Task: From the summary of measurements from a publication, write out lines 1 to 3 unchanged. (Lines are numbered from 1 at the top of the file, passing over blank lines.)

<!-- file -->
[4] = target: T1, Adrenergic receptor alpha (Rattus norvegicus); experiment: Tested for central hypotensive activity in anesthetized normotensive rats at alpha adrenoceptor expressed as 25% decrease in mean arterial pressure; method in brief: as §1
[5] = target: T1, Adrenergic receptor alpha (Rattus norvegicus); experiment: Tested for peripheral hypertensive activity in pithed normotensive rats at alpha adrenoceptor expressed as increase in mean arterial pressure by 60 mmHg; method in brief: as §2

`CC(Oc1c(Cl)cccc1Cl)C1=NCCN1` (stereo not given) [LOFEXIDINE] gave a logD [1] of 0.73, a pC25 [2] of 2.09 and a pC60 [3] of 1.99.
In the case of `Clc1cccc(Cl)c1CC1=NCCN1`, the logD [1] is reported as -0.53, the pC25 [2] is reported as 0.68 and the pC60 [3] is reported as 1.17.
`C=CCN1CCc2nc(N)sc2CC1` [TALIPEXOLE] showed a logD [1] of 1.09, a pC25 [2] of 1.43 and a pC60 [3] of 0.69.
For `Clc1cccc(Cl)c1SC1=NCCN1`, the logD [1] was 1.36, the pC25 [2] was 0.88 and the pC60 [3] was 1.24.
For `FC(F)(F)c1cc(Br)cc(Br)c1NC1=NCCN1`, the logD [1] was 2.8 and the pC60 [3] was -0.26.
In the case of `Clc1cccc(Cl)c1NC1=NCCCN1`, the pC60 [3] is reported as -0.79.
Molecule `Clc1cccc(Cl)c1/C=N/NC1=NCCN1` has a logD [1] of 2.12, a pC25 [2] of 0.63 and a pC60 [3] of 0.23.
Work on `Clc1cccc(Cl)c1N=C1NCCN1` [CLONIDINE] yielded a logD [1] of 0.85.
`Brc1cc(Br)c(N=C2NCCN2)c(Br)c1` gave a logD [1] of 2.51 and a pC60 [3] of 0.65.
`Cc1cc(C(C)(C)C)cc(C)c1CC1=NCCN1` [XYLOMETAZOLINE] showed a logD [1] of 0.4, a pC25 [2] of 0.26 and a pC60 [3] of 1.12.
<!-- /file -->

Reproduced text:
[4] = target: T1, Adrenergic receptor alpha (Rattus norvegicus); experiment: Tested for central hypotensive activity in anesthetized normotensive rats at alpha adrenoceptor expressed as 25% decrease in mean arterial pressure; method in brief: as §1
[5] = target: T1, Adrenergic receptor alpha (Rattus norvegicus); experiment: Tested for peripheral hypertensive activity in pithed normotensive rats at alpha adrenoceptor expressed as increase in mean arterial pressure by 60 mmHg; method in brief: as §2

`CC(Oc1c(Cl)cccc1Cl)C1=NCCN1` (stereo not given) [LOFEXIDINE] gave a logD [1] of 0.73, a pC25 [2] of 2.09 and a pC60 [3] of 1.99.